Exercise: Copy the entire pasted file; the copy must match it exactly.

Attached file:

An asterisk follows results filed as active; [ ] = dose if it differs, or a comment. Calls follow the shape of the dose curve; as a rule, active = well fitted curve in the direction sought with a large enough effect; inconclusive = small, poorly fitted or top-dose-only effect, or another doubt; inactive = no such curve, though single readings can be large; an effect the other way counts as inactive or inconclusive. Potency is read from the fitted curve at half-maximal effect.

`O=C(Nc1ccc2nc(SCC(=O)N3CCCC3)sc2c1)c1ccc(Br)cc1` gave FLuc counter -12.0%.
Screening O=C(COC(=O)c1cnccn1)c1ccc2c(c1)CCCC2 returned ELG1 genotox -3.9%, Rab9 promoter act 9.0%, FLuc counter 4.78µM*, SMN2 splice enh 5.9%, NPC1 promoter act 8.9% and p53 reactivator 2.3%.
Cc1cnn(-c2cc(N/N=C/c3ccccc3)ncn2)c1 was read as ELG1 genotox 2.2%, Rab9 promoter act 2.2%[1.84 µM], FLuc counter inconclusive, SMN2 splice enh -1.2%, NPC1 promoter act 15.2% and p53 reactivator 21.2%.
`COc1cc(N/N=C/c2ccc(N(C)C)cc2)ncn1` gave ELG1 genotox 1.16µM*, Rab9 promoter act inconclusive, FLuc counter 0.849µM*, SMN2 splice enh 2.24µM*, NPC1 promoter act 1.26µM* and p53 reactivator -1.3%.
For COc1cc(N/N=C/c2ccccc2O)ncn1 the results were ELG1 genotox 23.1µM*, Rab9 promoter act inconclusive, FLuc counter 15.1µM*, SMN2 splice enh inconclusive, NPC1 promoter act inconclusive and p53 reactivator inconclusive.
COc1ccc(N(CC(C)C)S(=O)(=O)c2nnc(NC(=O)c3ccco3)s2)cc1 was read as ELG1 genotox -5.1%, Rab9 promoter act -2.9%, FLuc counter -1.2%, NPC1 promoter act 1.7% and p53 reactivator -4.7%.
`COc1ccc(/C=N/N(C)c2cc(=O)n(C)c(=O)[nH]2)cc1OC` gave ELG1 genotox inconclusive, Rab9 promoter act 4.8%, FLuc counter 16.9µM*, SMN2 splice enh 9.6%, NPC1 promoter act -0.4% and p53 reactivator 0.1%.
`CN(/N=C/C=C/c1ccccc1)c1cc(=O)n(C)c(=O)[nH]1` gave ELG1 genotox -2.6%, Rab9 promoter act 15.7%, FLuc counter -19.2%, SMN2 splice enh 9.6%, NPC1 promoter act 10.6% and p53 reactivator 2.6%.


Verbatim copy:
An asterisk follows results filed as active; [ ] = dose if it differs, or a comment. Calls follow the shape of the dose curve; as a rule, active = well fitted curve in the direction sought with a large enough effect; inconclusive = small, poorly fitted or top-dose-only effect, or another doubt; inactive = no such curve, though single readings can be large; an effect the other way counts as inactive or inconclusive. Potency is read from the fitted curve at half-maximal effect.

`O=C(Nc1ccc2nc(SCC(=O)N3CCCC3)sc2c1)c1ccc(Br)cc1` gave FLuc counter -12.0%.
Screening O=C(COC(=O)c1cnccn1)c1ccc2c(c1)CCCC2 returned ELG1 genotox -3.9%, Rab9 promoter act 9.0%, FLuc counter 4.78µM*, SMN2 splice enh 5.9%, NPC1 promoter act 8.9% and p53 reactivator 2.3%.
Cc1cnn(-c2cc(N/N=C/c3ccccc3)ncn2)c1 was read as ELG1 genotox 2.2%, Rab9 promoter act 2.2%[1.84 µM], FLuc counter inconclusive, SMN2 splice enh -1.2%, NPC1 promoter act 15.2% and p53 reactivator 21.2%.
`COc1cc(N/N=C/c2ccc(N(C)C)cc2)ncn1` gave ELG1 genotox 1.16µM*, Rab9 promoter act inconclusive, FLuc counter 0.849µM*, SMN2 splice enh 2.24µM*, NPC1 promoter act 1.26µM* and p53 reactivator -1.3%.
For COc1cc(N/N=C/c2ccccc2O)ncn1 the results were ELG1 genotox 23.1µM*, Rab9 promoter act inconclusive, FLuc counter 15.1µM*, SMN2 splice enh inconclusive, NPC1 promoter act inconclusive and p53 reactivator inconclusive.
COc1ccc(N(CC(C)C)S(=O)(=O)c2nnc(NC(=O)c3ccco3)s2)cc1 was read as ELG1 genotox -5.1%, Rab9 promoter act -2.9%, FLuc counter -1.2%, NPC1 promoter act 1.7% and p53 reactivator -4.7%.
`COc1ccc(/C=N/N(C)c2cc(=O)n(C)c(=O)[nH]2)cc1OC` gave ELG1 genotox inconclusive, Rab9 promoter act 4.8%, FLuc counter 16.9µM*, SMN2 splice enh 9.6%, NPC1 promoter act -0.4% and p53 reactivator 0.1%.
`CN(/N=C/C=C/c1ccccc1)c1cc(=O)n(C)c(=O)[nH]1` gave ELG1 genotox -2.6%, Rab9 promoter act 15.7%, FLuc counter -19.2%, SMN2 splice enh 9.6%, NPC1 promoter act 10.6% and p53 reactivator 2.6%.